“The Victorian government aims to meet the infrastructure challenge with a revolutionary transformation of the way our projects operate and perform, through the implementation of a sound, practical and holistic approach to digitalisation.”

Luke Belfield, Director, Assets, Strategy and Projects, Office of Projects Victoria

A departmental survey of DTF was conducted in early 2020 to ask “what’s stopping us being more connected? Overwhelmingly, the message from this survey was that government needs to do more to provide clear client requirements.” To achieve this, in March 2020 OPV launched “the Victorian Digital Asset Strategy guidance, to lift productivity.” All of this is part of the government’s “$144 billion infrastructure portfolio,” and in November 2020, OPV was funded to “implement the Digital Build program.” Since then, this has become “a transformative program of 9 projects to implement leading digital processes and methodologies in Victoria.” Of these 9 projects, they are divided into “digital assets,” that focus on the digital build policy like training and environmental pilots, and “offsite construction projects,” like legal reviews, asset standards and construction policies. Of the 9 projects, two are currently underway – one from each category. The first aims to “develop a digital build policy that can be applied across the whole Victorian government, no matter what infrastructure portfolio you’re part of,” whilst the other “looks to improve the productivity of Victorian major infrastructure projects by gauging current industry challenges and capabilities.” One of the goals is to do as much work as possible before getting to any construction site, so that the actual work at the site is seamless, and is “more about assembly than manufacturing.” A legal review will be conducted shortly to “define legal constraints” in order to move this forward by late 2021.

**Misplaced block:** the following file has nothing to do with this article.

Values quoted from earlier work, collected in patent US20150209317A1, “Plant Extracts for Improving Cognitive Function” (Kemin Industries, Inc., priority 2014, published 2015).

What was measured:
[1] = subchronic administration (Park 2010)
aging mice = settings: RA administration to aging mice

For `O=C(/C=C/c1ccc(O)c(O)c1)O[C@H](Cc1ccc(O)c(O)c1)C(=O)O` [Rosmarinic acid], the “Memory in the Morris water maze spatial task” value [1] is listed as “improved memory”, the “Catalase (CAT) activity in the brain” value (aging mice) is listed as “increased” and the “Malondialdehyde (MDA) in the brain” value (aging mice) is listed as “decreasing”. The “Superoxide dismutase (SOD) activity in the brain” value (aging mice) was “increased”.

Aside from the 9 specific projects, the OPV identified “four different lenses” through which all projects should be seen, as they are “the most common and recurring features, affecting all projects.” Part of the Digital Build program is to address all these infrastructure issues and give them a digital capacity. The four lenses are: planning (ie: approval processes), procurement (ie: legal concerns, and making it cheaper and easier), project controls (ie: project performance vs time and cost), and design & engineering (ie: improving practices across the project lifecycle). The intention is for all of these “to talk to each other” in a digital build system, and for the system to produce “valuable and precise data that can be shared with other databases.” For instance, DTF has risk, tracking and performance data that needs to be incorporated into projects, along with “geospatial data, and a repository – organised and growing over time – for performance trends, benchmarking and lessons learned.” Each project can them build on the success of previous ones for the benefit of all projects. It is important that these digital practices are embedded in our current climate, in part because the pandemic has provided an opportunity that is unlikely to come about again.

Technology can assist because without it, there is a lot of “knowledge that is lost from teams” as projects get delivered, but this is the kind of data that can be “reused, like system work breakdowns, programs, designs, etc.” Through digitisation in the field of construction, “we can reduce documentation errors, improve efficiency, reduce rework, deliver projects faster and with less legal claims, and have improved efficiency through the operational phase of an asset. The opportunity is massive.”